The effects of this trend can be seen in the noteworthy shift that is occurring in the allocation of spending on gene sequencing components. Major genome centers have shifted their spending allocation on tools (instruments and consumables) from about 65% in 2005, to between 40% and 50% in 2010.

Glorikian and Clancy expect increasing investment emphasis on IT/informatics infrastructure, sample logistics infrastructure, and additional personnel (such as, bioinformatists and pathologists) to drive further decreases in the portion of genome center budgets that is allocated to tools.

In the long term, third- and later-generation sequencing technologies could potentially render swaths of today’s clinical laboratory workflow obsolete. The reason is that single-molecule, real-time (SM/RT) technologies are expected make it unnecessary to amplify the DNA.

Gene Sequencing—Omnipotent Technology of the Future Medical Lab

Glorikian and Clancy define the third significant trend to be the diffusion of sequencing technology into clinical and commercial applications. Increasing demand for higher-performance sequencing systems and the rapid expansion of the technical performance envelope are two major forces pushing sequencing technology out of the research environment and into clinical diagnostics.

In the view of these two experts, this evolution of customer needs is more important than the gene sequencing technology’s performance-improvement trajectory. From an analytical perspective, what will increase demand from customers is a decrease in false negatives and false positives. From a clinical perspective, it is the desire to increase positive and negative predictive value.

The gene sequencing performance values of most interest to clinical and commercial customers include:

  • how many markers are measured in a given test;
  • the ability to detect mutated cells in a background of wild type; and,
  • the ability to count the number of times a particular analyte is present.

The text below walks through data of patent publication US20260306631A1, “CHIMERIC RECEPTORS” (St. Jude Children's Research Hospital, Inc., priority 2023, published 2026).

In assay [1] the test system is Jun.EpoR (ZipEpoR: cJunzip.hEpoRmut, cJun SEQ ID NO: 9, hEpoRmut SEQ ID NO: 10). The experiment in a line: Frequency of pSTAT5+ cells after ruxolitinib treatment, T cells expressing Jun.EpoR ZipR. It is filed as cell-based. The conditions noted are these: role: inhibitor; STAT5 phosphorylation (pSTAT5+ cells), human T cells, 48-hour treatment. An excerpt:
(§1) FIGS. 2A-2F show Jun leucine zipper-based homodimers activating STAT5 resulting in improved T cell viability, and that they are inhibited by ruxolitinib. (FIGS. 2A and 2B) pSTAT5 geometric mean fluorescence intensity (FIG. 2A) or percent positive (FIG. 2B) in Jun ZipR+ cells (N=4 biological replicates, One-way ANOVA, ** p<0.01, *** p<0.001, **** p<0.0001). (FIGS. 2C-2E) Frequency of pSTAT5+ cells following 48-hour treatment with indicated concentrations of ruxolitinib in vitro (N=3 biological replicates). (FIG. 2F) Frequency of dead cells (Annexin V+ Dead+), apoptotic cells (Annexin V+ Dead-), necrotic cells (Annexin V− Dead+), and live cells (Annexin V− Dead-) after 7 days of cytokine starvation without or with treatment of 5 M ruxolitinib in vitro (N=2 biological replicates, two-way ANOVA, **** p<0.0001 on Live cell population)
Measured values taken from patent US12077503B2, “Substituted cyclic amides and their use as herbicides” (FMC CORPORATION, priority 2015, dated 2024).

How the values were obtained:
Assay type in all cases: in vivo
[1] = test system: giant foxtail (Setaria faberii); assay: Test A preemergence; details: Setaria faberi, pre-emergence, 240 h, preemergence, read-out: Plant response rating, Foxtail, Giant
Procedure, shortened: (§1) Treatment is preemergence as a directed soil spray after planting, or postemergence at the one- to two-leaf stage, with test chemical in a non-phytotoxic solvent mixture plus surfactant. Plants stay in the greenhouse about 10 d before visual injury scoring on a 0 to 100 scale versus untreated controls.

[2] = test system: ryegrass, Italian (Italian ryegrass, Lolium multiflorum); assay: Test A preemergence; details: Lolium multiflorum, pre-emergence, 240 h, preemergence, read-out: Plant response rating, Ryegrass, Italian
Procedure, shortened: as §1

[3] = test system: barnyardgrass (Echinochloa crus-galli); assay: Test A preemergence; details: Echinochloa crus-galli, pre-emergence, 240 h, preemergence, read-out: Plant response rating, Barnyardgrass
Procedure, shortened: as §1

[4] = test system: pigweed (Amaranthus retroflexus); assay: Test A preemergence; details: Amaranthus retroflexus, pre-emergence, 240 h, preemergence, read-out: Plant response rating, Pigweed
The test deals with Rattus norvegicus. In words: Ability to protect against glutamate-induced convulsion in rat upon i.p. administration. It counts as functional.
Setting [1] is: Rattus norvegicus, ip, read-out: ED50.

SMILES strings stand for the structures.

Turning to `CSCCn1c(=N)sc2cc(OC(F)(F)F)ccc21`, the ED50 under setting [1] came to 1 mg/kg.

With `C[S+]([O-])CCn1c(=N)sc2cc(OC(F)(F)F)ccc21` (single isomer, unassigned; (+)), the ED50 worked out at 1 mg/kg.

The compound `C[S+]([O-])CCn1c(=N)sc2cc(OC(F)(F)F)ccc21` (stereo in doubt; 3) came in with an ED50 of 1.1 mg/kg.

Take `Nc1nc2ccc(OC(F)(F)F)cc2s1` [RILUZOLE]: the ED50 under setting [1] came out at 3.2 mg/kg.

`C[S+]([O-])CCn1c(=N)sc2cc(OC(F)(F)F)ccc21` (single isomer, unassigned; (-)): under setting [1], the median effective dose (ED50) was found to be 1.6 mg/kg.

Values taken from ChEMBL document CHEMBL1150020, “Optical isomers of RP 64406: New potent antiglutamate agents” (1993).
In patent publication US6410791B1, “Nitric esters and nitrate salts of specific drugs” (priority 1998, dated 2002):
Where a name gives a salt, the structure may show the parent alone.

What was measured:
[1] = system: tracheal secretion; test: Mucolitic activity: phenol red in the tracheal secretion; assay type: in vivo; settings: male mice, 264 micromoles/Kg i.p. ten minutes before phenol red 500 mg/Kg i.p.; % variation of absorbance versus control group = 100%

For example, the authors believe that demand for the unique technical capabilities of high-throughput gene sequencing technology will be created in clinical contexts concurrent with at least two developments: 1) as more genetic markers are discovered, and, 2) as the clinical community becomes more interested in the relative abundance of important genetic mutations.

Glorikian and Clancy estimate that at least 20% of this application area will migrate to high-throughput gene sequencing platforms by about 2014, with accelerating penetration thereafter. Further, they predict that, between 2014 and 2020, there will be a multibillion dollar opportunity for gene sequencing technology and associated services devoted to a genome-first cancer-care paradigm.

These two experts were also willing to speculate that ongoing developments in rapid gene sequencing have the potential to upset the existing global market for in vitro diagnostics (IVD). They note that the regulated, commercial IVD market represents about $41 billion in annual sales.

Glorikian and Clancy wrote that, if a few racks of gene sequencing instrumentation can replace an entire clinical lab worth of clinical chemistry, immunoassays, microbiology, and molecular diagnostics equipment, then the current market shares of the world’s IVD industry heavyweights could ultimately be at risk.

Of course, the rate at which next-generation gene sequencing applications are adopted for clinical diagnostics applications that supplant or replace existing medical laboratory testing methodologies remains to be seen. However, because gene sequencing technology is improving at such a remarkable pace, savvy pathologists and clinical laboratory managers will want to stay informed about these new capabilities and how they can be used for clinical diagnostic purposes.

—Pamela Scherer McLeod

Related Information:

Sequencing Trends Worth Watching